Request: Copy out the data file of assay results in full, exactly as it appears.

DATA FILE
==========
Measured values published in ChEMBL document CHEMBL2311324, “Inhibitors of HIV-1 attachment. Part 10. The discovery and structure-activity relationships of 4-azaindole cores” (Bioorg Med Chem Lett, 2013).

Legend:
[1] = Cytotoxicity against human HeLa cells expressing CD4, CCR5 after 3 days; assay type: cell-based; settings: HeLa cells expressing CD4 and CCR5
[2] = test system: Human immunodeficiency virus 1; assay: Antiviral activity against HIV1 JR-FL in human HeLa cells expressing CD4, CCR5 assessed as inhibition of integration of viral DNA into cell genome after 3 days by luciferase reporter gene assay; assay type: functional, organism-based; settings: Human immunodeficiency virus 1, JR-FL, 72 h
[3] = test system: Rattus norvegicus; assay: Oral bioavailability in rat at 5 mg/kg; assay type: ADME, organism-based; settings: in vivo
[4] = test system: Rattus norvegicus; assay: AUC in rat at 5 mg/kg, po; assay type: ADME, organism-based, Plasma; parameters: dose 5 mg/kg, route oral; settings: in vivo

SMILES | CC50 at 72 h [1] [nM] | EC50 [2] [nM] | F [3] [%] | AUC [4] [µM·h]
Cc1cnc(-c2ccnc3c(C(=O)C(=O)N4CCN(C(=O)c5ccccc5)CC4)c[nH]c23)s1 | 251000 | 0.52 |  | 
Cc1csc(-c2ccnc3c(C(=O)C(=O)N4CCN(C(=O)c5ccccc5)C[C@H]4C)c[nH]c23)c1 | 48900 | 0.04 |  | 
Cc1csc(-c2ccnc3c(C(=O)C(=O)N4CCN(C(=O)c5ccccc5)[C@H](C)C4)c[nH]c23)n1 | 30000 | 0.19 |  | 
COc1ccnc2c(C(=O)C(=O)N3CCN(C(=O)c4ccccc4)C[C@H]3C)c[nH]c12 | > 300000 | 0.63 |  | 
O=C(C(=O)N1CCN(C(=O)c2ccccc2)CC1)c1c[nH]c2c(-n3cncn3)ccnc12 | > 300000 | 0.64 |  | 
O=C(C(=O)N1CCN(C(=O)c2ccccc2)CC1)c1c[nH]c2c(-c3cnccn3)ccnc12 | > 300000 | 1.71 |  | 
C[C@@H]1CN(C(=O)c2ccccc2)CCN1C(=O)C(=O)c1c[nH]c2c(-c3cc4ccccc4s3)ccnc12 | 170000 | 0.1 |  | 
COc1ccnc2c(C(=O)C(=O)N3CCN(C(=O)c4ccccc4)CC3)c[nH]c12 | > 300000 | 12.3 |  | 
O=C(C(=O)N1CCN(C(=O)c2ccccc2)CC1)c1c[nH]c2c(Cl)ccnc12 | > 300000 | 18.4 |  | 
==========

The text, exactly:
Measured values published in ChEMBL document CHEMBL2311324, “Inhibitors of HIV-1 attachment. Part 10. The discovery and structure-activity relationships of 4-azaindole cores” (Bioorg Med Chem Lett, 2013).

Legend:
[1] = Cytotoxicity against human HeLa cells expressing CD4, CCR5 after 3 days; assay type: cell-based; settings: HeLa cells expressing CD4 and CCR5
[2] = test system: Human immunodeficiency virus 1; assay: Antiviral activity against HIV1 JR-FL in human HeLa cells expressing CD4, CCR5 assessed as inhibition of integration of viral DNA into cell genome after 3 days by luciferase reporter gene assay; assay type: functional, organism-based; settings: Human immunodeficiency virus 1, JR-FL, 72 h
[3] = test system: Rattus norvegicus; assay: Oral bioavailability in rat at 5 mg/kg; assay type: ADME, organism-based; settings: in vivo
[4] = test system: Rattus norvegicus; assay: AUC in rat at 5 mg/kg, po; assay type: ADME, organism-based, Plasma; parameters: dose 5 mg/kg, route oral; settings: in vivo

SMILES | CC50 at 72 h [1] [nM] | EC50 [2] [nM] | F [3] [%] | AUC [4] [µM·h]
Cc1cnc(-c2ccnc3c(C(=O)C(=O)N4CCN(C(=O)c5ccccc5)CC4)c[nH]c23)s1 | 251000 | 0.52 |  | 
Cc1csc(-c2ccnc3c(C(=O)C(=O)N4CCN(C(=O)c5ccccc5)C[C@H]4C)c[nH]c23)c1 | 48900 | 0.04 |  | 
Cc1csc(-c2ccnc3c(C(=O)C(=O)N4CCN(C(=O)c5ccccc5)[C@H](C)C4)c[nH]c23)n1 | 30000 | 0.19 |  | 
COc1ccnc2c(C(=O)C(=O)N3CCN(C(=O)c4ccccc4)C[C@H]3C)c[nH]c12 | > 300000 | 0.63 |  | 
O=C(C(=O)N1CCN(C(=O)c2ccccc2)CC1)c1c[nH]c2c(-n3cncn3)ccnc12 | > 300000 | 0.64 |  | 
O=C(C(=O)N1CCN(C(=O)c2ccccc2)CC1)c1c[nH]c2c(-c3cnccn3)ccnc12 | > 300000 | 1.71 |  | 
C[C@@H]1CN(C(=O)c2ccccc2)CCN1C(=O)C(=O)c1c[nH]c2c(-c3cc4ccccc4s3)ccnc12 | 170000 | 0.1 |  | 
COc1ccnc2c(C(=O)C(=O)N3CCN(C(=O)c4ccccc4)CC3)c[nH]c12 | > 300000 | 12.3 |  | 
O=C(C(=O)N1CCN(C(=O)c2ccccc2)CC1)c1c[nH]c2c(Cl)ccnc12 | > 300000 | 18.4 |  | 